You may remember Oobleck from your elementary school days when you were learning the difference between liquids and solids—it's an easy-to-make rebellious mixture that insists on being both. It's a non-Newtonian fluid, which means its ability to resist infiltration is based on the speed of an object hitting its the surface; toothpaste, blood, shampoo and (notably) ketchup are common examples. And, as demonstrated in a video by The Discovery Slow Down, it's not just a for kids. If only we had known the possibilities as we sat in our 9-year-old bodies carefully eying up the mystery mix, we probably would've had a much better day at school.
Check out this video showing all that Oobleck has to offer:
The Oobleck 'sandbox' at the end of the video is a classic—quicksand, of course, being a canonical non-Newtonian fluid—but the best part of the video might be around 45 seconds in, when the small spikes of the mixture start crowdsurfing like bits of Flubber in response to bass vibrations. If you had completely forgotten about this curious concoction and need a reminder on how to make your own blend, there's a great recipe on wikiHow, but seeing as it consists only of water and cornstarch, it's safe to say you can't really mess it up.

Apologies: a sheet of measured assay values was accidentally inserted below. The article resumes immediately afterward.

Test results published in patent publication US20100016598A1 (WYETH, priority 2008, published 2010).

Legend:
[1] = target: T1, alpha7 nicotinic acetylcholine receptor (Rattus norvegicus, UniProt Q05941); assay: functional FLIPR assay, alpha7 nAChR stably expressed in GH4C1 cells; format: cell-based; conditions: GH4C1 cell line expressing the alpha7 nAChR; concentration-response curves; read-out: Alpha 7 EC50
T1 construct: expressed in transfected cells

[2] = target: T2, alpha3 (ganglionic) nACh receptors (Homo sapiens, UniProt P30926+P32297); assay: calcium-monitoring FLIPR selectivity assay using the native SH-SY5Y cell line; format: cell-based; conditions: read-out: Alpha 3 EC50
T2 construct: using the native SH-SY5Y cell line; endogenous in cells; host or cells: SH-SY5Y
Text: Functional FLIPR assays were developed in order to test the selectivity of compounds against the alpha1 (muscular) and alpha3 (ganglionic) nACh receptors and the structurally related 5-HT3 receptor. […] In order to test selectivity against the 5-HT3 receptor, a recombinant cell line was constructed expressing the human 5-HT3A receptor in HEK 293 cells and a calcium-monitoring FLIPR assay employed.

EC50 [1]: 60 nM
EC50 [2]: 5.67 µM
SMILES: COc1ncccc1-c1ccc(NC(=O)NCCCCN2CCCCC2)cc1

While we obviously have a thing for designer toys (like this wonderfully over-the-top rubber band machine gun), sometimes it's better to stick to the basics—and it doesn't get much more rudimentary than Oobleck. (Fun fact: The name "Oobleck" comes from a Dr. Seuss story called Bartholomew and the Oobleck.) Plus, you'll probably have more fun rediscovering it as an adult than the child or preteen you're introducing it to.
Check out more rad science hacks on the Discovery Slow Down YouTube channel.